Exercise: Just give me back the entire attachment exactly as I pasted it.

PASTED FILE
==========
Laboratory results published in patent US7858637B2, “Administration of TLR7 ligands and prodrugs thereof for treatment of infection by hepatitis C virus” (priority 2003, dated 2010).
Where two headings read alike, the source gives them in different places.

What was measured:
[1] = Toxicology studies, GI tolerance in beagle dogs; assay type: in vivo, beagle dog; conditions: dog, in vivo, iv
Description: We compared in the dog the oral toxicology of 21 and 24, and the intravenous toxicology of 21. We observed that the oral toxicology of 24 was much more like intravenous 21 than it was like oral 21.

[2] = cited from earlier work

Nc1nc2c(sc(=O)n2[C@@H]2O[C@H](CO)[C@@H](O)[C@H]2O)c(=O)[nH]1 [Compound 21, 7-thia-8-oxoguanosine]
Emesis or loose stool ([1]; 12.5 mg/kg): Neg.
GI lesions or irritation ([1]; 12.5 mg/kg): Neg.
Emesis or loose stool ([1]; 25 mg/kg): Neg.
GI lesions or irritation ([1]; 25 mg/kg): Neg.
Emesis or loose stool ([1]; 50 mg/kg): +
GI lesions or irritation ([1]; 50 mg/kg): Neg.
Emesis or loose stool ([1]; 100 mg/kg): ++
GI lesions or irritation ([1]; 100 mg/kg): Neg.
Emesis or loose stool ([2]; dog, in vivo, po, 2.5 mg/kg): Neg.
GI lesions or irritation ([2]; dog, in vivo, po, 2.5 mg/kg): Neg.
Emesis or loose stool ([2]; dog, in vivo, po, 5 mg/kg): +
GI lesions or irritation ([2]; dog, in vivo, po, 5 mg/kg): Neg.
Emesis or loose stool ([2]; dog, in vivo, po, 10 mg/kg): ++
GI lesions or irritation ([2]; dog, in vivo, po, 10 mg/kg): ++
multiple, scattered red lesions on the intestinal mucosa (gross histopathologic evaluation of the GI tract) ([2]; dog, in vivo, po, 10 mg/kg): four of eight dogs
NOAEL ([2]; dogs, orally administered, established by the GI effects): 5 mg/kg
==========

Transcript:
Laboratory results published in patent US7858637B2, “Administration of TLR7 ligands and prodrugs thereof for treatment of infection by hepatitis C virus” (priority 2003, dated 2010).
Where two headings read alike, the source gives them in different places.

What was measured:
[1] = Toxicology studies, GI tolerance in beagle dogs; assay type: in vivo, beagle dog; conditions: dog, in vivo, iv
Description: We compared in the dog the oral toxicology of 21 and 24, and the intravenous toxicology of 21. We observed that the oral toxicology of 24 was much more like intravenous 21 than it was like oral 21.

[2] = cited from earlier work

Nc1nc2c(sc(=O)n2[C@@H]2O[C@H](CO)[C@@H](O)[C@H]2O)c(=O)[nH]1 [Compound 21, 7-thia-8-oxoguanosine]
Emesis or loose stool ([1]; 12.5 mg/kg): Neg.
GI lesions or irritation ([1]; 12.5 mg/kg): Neg.
Emesis or loose stool ([1]; 25 mg/kg): Neg.
GI lesions or irritation ([1]; 25 mg/kg): Neg.
Emesis or loose stool ([1]; 50 mg/kg): +
GI lesions or irritation ([1]; 50 mg/kg): Neg.
Emesis or loose stool ([1]; 100 mg/kg): ++
GI lesions or irritation ([1]; 100 mg/kg): Neg.
Emesis or loose stool ([2]; dog, in vivo, po, 2.5 mg/kg): Neg.
GI lesions or irritation ([2]; dog, in vivo, po, 2.5 mg/kg): Neg.
Emesis or loose stool ([2]; dog, in vivo, po, 5 mg/kg): +
GI lesions or irritation ([2]; dog, in vivo, po, 5 mg/kg): Neg.
Emesis or loose stool ([2]; dog, in vivo, po, 10 mg/kg): ++
GI lesions or irritation ([2]; dog, in vivo, po, 10 mg/kg): ++
multiple, scattered red lesions on the intestinal mucosa (gross histopathologic evaluation of the GI tract) ([2]; dog, in vivo, po, 10 mg/kg): four of eight dogs
NOAEL ([2]; dogs, orally administered, established by the GI effects): 5 mg/kg